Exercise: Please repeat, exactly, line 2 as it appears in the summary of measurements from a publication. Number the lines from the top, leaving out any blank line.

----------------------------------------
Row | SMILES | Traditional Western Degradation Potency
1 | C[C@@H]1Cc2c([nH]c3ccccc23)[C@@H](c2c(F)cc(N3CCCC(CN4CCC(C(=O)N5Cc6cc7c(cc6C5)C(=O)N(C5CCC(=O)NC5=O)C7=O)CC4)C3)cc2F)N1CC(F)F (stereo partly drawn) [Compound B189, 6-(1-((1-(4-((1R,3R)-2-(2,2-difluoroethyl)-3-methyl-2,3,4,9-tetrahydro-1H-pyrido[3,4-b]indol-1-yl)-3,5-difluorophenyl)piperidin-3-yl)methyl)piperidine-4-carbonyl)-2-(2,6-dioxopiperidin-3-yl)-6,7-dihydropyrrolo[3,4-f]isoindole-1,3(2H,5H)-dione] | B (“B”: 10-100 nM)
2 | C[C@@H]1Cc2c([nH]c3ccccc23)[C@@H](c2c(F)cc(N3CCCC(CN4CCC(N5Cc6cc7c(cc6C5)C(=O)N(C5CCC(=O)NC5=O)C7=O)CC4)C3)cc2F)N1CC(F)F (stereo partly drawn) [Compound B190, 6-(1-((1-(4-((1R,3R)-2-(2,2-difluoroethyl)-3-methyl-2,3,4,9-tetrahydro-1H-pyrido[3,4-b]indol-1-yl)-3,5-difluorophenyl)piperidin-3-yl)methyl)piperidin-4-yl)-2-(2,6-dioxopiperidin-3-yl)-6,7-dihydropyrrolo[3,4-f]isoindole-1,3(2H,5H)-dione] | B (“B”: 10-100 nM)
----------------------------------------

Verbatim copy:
1 | C[C@@H]1Cc2c([nH]c3ccccc23)[C@@H](c2c(F)cc(N3CCCC(CN4CCC(C(=O)N5Cc6cc7c(cc6C5)C(=O)N(C5CCC(=O)NC5=O)C7=O)CC4)C3)cc2F)N1CC(F)F (stereo partly drawn) [Compound B189, 6-(1-((1-(4-((1R,3R)-2-(2,2-difluoroethyl)-3-methyl-2,3,4,9-tetrahydro-1H-pyrido[3,4-b]indol-1-yl)-3,5-difluorophenyl)piperidin-3-yl)methyl)piperidine-4-carbonyl)-2-(2,6-dioxopiperidin-3-yl)-6,7-dihydropyrrolo[3,4-f]isoindole-1,3(2H,5H)-dione] | B (“B”: 10-100 nM)